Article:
WordPress as a platform is more secure than many others. However, there are always vulnerabilities in any service you use. The more popular a platform is, the more likely people are to try to break through its defenses.
When it comes to WordPress, malware is one of your biggest concerns as it can affect your website in many ways. If you don’t know how it works, it can also be difficult to secure your site. In this article, we will talk more about malware and WordPress security. We’ll also discuss some of the most common types of WordPress malware and how they can affect you.
Let’s go there!
An introduction to malware
Malware is a broad term that encompasses various types of malicious software. For example, viruses are a subset of malware noted for their infectivity and intent to spread to as many systems as possible. However, malware can also be malicious code used to infect a single system or application.
When it comes to websites, malware often tries to control some important functionality. For example, the most aggressive type of WordPress malware focuses on infecting the devices of those who visit a website. Others may simply replace some of your content or make minor changes that may go unnoticed unless you know about them.
3 Ways Malware Can Affect Your WordPress Site
Malware is always evolving, so it is difficult to talk about specific types of malicious code. Instead, we’ll focus on how malware most commonly affects your WordPress site and how you can protect it.
It hurts your search engine optimization (SEO)
Most of us spend a lot of time working on the SEO of our website. In some cases, malware can undo much of this effort by using your site to spam links to other domains.
This works by using malware that infects your website and replaces your outgoing links so they navigate to the domains they want to push. It’s a “blackhat” approach to link building that can give these sites a quick boost but can also negatively affect their SEO.
In some cases, malware can also set up dummy pages filled with keywords to attract visitors, leading them elsewhere. Both of these practices are frowned upon by search engines and the effects on your SEO can be long-lasting.
Illegally mine cryptocurrencies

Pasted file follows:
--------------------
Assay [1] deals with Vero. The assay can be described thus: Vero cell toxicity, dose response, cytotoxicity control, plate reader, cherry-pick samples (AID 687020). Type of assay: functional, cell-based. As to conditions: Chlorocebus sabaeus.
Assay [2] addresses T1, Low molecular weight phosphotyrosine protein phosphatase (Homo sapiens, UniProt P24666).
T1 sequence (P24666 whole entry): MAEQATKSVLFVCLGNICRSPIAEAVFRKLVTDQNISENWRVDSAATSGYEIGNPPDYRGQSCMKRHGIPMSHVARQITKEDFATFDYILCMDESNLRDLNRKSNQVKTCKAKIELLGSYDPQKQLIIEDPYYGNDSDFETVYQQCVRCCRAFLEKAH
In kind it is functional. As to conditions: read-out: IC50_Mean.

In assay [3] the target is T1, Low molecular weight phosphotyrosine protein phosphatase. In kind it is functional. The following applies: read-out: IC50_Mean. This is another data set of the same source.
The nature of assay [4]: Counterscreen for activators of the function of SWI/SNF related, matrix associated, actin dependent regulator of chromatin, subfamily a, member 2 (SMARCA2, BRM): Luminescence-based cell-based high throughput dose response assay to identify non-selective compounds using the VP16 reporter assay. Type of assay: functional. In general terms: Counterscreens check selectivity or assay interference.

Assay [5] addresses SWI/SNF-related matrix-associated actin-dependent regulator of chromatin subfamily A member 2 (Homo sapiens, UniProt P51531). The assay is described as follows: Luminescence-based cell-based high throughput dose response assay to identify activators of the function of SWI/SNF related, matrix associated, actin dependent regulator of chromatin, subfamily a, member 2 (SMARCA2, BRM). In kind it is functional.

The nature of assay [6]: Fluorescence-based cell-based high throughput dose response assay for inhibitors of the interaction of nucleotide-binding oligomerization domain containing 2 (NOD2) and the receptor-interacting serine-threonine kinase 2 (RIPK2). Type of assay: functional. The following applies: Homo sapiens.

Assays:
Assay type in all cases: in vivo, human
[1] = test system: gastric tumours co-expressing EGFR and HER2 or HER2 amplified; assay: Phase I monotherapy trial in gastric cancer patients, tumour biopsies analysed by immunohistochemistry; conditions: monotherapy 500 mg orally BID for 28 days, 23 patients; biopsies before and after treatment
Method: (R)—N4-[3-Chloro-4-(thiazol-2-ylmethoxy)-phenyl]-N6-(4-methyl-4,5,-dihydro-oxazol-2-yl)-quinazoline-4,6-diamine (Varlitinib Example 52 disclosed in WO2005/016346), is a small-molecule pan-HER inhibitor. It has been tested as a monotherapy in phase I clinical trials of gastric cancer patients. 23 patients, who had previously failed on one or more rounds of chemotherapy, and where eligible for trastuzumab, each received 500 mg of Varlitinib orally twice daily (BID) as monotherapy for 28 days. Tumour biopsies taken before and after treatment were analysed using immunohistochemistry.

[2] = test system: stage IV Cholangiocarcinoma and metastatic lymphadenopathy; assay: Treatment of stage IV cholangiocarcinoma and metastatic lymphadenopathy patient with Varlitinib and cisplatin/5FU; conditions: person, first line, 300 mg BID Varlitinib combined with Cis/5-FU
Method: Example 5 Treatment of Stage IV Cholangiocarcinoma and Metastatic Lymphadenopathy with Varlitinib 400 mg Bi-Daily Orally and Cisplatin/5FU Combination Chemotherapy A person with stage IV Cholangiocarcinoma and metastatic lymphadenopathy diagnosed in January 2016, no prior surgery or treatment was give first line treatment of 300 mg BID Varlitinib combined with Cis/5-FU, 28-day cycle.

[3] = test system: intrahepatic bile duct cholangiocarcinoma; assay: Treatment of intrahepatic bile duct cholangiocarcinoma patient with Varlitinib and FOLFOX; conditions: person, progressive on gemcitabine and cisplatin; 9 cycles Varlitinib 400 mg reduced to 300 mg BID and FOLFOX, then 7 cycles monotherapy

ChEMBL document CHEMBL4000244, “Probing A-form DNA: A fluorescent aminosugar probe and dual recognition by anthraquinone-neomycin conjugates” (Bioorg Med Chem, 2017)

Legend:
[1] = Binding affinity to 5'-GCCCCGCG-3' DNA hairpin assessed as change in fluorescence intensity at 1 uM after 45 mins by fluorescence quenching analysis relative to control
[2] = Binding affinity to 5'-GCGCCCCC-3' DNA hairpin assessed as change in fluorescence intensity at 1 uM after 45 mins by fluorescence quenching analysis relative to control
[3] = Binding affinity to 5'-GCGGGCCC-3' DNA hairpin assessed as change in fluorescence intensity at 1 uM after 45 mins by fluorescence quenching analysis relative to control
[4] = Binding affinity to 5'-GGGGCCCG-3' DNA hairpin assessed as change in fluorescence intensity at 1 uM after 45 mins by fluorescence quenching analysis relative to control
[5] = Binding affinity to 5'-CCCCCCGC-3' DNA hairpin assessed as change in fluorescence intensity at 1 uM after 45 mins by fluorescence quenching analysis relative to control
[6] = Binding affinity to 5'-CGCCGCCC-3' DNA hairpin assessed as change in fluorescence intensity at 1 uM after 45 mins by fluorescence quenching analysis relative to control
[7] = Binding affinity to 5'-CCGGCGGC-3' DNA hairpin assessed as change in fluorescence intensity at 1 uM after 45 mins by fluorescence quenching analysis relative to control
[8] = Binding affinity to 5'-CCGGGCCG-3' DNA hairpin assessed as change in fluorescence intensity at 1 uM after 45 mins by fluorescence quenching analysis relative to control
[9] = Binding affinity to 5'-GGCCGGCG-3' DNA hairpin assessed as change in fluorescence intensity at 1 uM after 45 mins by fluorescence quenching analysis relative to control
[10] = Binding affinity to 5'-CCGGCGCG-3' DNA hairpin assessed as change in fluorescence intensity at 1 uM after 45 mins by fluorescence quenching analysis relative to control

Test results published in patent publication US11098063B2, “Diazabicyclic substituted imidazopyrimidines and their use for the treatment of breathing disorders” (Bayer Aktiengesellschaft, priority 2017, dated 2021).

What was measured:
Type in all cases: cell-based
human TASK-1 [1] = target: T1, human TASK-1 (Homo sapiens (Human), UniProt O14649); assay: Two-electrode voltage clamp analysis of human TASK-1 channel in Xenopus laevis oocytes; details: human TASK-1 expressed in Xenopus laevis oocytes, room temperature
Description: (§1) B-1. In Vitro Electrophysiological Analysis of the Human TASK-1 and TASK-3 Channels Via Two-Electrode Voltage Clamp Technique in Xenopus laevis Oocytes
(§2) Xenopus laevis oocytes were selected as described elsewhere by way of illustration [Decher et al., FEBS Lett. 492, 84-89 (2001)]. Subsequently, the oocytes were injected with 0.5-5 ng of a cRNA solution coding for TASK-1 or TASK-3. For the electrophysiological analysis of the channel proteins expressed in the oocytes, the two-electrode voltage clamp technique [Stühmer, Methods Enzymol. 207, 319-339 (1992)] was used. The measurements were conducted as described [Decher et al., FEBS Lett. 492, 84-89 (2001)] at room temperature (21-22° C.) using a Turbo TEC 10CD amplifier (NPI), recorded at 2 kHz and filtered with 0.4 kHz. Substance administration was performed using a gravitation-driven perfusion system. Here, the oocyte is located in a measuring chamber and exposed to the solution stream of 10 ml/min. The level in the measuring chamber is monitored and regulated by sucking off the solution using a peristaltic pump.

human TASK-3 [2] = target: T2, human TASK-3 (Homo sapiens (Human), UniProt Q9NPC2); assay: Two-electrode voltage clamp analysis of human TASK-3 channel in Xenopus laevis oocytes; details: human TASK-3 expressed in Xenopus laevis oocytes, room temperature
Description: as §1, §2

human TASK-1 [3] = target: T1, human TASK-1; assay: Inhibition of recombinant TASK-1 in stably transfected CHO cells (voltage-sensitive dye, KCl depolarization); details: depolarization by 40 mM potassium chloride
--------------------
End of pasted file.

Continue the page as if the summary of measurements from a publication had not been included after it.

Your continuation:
Cryptocurrencies are a hot topic these days, and it’s no surprise malware developers have taken notice as well. You have probably heard of encryption lockers, which are one of the most popular types of malware today. However, you may not be aware that some malware can infect your website and use your visitors’ browsers to mine cryptocurrencies.
The good news is that this type of attack is quite inefficient, in the sense that it is unlikely to significantly affect the performance of your visitors’ devices.
However, there was a lot of backlash against sites that included this functionality without alerting visitors. This means that you risk losing the trust of your user if you discover that your site is using them to mine cryptocurrency, even if it was not intentional on your part.
Force unauthorized redirects
If there’s anything worse than WordPress malware adding spammy links to your site, it’s infections that redirect visitors to other sites. There are several variants of this type of malware. In some cases, malicious code can redirect users to an unsecured copy of your website in hopes of obtaining their personal information. Other variants simply drive users to other sites as a way to get more traffic.
Either way, search engines take this seriously and may decide to display warnings when someone tries to access your site. Here is an example like this:
There are few things worse for organic traffic than search engines warning visitors to stay away from your site. When faced with an infection of this magnitude, your best approach is to restore your site to a previous backup that you know is clean. You should also scan your site for vulnerabilities and reset your password.
There are various types of malware, which means that it can affect your WordPress site in various ways. Most of the time, malware doesn’t completely crash your site but affects its functionality in more subtle and insidious ways. An infection can have long-lasting negative effects on your website, like knocking out your SEO.
When it comes to WordPress malware, here are three of the most common types of infections you’ll encounter:
- SEO Spam – This type of malware fills your site with spammy links to other pages.
- Cryptocurrency Mining – Use your visitors’ browsers to mine cryptocurrency.
- Unauthorized Redirects – This directs your visitors to an external or unsecured page.
Do you have any questions about how to avoid WordPress malware? Let’s talk about them in the comments section below!